In preparation for my trip to Rwanda, I thought I’d better do a bit of research on the
Rwandan Genocide. I admit that I have heard about it, but I really don’t know all that happened. Some of the basic details I was ignorant of.
I have to admit that when I really dug into it I was shocked. I had no idea what a tragedy this was and what an impact it would have on future generations.
I won’t begin to explain what has already been explained in many articles, but I will just outline the tragedy that occurred in such a short period of time. I can barely comprehend the numbers of deaths and the capability of human beings to do such horrific things to each other.
Here’s a quick summary on the Rwandan Genocide and a great informative link with a more thorough report.
In just over 3 months beginning around April 7th, 1994 (about 100 days), 800,000 – 1,000,000 Africans were slaughtered in the Rwanda Genocide. It was one of the worst atrocities in modern time. As a result many families were left desperately poor and kids (who survived) were left without parents having to fend for themselves. 20 years later, families are still struggling with minimal opportunity and lack of basic resources (like water).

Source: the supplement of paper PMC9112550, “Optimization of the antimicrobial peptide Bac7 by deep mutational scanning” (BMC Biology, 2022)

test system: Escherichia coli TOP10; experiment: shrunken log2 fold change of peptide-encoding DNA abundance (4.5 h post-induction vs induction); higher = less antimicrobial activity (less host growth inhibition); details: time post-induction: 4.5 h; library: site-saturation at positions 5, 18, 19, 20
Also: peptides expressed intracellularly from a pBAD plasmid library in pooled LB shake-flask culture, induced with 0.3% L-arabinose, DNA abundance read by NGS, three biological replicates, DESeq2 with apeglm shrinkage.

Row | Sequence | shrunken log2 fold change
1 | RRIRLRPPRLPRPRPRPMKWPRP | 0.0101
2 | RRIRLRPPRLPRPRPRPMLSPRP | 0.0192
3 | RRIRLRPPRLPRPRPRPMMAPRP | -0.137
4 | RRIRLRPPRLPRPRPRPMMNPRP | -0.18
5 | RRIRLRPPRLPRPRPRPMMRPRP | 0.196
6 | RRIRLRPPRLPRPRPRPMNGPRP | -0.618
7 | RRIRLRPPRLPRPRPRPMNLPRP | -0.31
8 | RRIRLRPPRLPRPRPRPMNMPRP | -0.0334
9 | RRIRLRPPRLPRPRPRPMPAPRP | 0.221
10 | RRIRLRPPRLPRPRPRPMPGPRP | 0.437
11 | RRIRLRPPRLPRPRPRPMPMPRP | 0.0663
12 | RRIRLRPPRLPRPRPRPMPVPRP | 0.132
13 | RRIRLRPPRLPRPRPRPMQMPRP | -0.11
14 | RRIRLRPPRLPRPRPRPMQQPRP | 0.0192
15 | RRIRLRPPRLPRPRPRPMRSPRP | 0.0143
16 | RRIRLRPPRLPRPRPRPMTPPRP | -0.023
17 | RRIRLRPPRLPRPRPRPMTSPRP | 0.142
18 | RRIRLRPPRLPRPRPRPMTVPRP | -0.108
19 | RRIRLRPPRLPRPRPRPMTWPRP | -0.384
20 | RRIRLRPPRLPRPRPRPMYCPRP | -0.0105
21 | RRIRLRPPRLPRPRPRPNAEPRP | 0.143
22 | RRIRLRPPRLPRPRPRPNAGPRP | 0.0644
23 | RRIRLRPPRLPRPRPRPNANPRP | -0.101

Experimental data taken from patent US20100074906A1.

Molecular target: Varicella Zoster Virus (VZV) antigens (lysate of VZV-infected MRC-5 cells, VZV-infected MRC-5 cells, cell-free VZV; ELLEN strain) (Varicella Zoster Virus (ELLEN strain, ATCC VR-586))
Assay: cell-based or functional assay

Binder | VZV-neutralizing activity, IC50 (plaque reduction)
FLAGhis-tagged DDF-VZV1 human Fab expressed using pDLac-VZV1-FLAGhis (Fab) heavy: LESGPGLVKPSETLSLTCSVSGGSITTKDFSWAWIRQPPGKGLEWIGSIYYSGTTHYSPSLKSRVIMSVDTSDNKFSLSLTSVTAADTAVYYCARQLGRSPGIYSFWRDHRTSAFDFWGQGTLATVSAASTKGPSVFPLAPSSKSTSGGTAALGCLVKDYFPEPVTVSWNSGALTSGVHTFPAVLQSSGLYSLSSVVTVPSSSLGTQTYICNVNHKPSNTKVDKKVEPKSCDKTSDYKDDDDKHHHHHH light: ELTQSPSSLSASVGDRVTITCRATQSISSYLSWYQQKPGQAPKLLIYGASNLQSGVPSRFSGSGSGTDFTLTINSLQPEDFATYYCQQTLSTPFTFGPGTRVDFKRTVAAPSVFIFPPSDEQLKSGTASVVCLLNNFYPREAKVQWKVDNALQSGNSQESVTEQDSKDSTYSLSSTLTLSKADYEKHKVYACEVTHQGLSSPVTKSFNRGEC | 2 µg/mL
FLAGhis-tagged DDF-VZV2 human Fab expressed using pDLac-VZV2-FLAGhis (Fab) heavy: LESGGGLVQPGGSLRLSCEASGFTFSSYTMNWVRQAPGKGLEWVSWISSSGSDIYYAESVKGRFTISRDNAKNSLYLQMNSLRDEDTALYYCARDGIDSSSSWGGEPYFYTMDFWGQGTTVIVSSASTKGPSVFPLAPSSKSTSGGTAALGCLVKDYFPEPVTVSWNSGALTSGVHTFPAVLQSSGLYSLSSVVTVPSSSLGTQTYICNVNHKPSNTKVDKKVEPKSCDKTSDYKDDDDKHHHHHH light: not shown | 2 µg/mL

My wife and I sponsor a few kids from Africa and two of them are from Rwanda. Our boy, Jean de Dieu – about 20 years old – has been directly effected by the Genocide. Both of his parents were slaughtered and his sisters were left to raise him. I believe Jean was too young to remember, but his older sister suffers from mental trauma even to this day. I can’t imagine what the dear woman has gone through. The sisters have worked hard to sustain themselves with what little resources they have. They have managed to build their own small home, and our support puts Jean through school. He wants to learn a trade to help support his family in the future.
When we’re down in Rwanda in a few weeks we hope for the opportunity to meet their family as we have been writing letters back and forth for about 3 years now.
The Vita Keyhole Garden Trip is going to build Keyhole Gardens for Rwandans to provide sustenance, health and a local economy.